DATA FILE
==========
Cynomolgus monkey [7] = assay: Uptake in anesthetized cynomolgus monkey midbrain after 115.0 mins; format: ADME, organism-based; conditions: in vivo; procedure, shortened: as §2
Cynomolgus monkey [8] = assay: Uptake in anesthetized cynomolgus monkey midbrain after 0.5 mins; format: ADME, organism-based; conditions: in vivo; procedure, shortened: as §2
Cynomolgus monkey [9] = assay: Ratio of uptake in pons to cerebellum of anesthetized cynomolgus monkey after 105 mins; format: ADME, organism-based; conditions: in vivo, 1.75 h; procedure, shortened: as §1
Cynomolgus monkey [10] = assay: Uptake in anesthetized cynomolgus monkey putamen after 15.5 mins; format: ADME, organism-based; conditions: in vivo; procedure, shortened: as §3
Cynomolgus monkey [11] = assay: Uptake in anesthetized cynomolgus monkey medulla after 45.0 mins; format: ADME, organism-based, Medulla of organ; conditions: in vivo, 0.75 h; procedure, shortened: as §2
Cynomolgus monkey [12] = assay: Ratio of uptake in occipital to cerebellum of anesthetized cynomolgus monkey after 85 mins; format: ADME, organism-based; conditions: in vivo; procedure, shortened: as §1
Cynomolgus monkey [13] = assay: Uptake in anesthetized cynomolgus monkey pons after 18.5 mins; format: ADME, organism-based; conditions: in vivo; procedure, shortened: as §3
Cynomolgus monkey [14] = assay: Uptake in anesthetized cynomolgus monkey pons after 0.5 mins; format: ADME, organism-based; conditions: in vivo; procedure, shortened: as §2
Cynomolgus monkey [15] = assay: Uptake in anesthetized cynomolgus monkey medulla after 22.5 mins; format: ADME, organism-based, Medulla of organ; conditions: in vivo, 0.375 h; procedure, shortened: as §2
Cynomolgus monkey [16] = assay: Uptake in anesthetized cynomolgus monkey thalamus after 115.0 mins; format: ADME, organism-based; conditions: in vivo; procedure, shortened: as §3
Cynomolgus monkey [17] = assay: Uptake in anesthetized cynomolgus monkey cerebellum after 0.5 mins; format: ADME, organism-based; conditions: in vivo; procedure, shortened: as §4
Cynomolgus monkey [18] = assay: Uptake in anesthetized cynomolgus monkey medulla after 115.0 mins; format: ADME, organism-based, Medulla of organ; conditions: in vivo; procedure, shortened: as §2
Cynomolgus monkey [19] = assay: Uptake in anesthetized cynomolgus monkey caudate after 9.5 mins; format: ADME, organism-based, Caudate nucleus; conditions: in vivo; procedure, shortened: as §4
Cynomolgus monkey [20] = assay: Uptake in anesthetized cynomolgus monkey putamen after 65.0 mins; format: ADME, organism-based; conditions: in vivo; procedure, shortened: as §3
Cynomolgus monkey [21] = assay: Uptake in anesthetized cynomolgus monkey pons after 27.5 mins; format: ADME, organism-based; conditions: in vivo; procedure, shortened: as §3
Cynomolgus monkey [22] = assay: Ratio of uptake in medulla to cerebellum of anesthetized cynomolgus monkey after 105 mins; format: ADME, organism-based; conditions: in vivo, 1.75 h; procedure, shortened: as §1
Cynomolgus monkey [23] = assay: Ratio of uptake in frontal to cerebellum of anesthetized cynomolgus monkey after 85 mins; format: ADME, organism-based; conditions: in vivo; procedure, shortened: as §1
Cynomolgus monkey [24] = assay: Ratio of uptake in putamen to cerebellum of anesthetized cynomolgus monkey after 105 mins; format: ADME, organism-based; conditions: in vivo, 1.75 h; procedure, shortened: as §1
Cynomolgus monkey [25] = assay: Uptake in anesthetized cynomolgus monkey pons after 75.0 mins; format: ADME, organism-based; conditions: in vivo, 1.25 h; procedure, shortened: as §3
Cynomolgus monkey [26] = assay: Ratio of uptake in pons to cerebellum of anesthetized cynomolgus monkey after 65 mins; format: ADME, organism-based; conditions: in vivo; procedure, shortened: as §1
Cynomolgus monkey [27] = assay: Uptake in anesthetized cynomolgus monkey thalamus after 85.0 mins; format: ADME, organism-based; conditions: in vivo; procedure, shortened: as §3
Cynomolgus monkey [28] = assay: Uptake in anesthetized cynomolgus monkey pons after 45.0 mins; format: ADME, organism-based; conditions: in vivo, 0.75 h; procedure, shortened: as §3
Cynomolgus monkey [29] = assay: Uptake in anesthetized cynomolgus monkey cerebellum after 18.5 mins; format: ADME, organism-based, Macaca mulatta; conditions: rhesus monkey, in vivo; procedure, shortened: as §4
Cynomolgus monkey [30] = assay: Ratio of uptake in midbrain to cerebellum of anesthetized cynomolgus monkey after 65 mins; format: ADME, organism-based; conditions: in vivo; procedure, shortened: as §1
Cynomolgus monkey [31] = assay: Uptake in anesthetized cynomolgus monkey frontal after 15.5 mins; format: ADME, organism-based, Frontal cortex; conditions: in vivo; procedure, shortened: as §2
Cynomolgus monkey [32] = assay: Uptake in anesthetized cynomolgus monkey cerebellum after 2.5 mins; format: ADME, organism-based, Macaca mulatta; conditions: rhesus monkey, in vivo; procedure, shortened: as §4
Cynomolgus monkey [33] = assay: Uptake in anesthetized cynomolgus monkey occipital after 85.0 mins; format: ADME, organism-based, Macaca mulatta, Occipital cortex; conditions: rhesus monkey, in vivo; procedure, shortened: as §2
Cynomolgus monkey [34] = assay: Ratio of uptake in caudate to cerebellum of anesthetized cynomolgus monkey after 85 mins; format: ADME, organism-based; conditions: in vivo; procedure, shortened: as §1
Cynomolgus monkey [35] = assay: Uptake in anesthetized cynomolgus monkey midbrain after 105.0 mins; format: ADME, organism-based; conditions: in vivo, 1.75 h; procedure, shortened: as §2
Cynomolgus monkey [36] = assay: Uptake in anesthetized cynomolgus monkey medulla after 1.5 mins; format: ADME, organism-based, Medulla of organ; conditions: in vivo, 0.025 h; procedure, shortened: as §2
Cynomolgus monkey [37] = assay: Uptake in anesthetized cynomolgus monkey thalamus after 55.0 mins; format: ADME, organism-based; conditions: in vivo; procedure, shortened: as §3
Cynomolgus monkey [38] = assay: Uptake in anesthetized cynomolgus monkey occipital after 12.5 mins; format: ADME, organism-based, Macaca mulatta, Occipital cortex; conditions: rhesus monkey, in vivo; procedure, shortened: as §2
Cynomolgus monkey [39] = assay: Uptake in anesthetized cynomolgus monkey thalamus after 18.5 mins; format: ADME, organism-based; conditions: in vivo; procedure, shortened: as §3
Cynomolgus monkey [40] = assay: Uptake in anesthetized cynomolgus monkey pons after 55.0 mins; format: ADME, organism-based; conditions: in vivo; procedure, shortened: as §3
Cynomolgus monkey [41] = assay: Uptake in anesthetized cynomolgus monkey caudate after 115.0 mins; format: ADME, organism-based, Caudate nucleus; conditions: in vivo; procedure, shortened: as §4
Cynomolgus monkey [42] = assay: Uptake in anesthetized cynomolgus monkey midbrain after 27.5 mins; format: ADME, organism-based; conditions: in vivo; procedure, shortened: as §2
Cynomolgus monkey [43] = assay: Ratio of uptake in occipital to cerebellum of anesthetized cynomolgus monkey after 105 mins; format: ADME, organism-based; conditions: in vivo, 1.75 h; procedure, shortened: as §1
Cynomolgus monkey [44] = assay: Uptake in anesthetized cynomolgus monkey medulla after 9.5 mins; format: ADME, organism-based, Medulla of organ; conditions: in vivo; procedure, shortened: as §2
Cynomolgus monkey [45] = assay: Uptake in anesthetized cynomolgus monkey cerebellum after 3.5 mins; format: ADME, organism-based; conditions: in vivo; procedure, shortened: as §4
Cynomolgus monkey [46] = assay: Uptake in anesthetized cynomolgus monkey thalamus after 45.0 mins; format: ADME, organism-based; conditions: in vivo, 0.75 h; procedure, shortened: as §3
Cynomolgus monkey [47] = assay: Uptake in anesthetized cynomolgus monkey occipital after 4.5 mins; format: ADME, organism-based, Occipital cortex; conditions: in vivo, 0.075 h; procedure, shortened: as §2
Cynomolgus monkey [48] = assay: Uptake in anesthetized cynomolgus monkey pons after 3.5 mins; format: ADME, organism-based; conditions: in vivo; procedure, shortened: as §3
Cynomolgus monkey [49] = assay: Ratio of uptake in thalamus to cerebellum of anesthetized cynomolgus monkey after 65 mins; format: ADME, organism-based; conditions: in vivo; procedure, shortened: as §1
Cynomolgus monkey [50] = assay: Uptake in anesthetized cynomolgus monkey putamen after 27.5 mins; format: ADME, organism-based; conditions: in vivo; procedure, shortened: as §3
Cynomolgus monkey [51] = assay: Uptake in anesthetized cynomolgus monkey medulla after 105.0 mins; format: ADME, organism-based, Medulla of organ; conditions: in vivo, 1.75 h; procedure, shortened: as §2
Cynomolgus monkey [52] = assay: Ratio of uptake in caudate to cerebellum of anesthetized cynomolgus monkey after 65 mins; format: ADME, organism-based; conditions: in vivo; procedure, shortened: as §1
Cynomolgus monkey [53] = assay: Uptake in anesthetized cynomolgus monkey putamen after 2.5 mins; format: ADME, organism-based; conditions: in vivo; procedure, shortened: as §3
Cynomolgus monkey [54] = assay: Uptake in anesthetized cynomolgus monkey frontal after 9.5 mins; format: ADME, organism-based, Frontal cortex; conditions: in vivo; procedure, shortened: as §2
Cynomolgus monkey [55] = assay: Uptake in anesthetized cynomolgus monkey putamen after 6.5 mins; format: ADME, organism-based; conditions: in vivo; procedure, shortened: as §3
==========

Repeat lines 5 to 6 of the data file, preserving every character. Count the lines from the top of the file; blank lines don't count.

Cynomolgus monkey [11] = assay: Uptake in anesthetized cynomolgus monkey medulla after 45.0 mins; format: ADME, organism-based, Medulla of organ; conditions: in vivo, 0.75 h; procedure, shortened: as §2
Cynomolgus monkey [12] = assay: Ratio of uptake in occipital to cerebellum of anesthetized cynomolgus monkey after 85 mins; format: ADME, organism-based; conditions: in vivo; procedure, shortened: as §1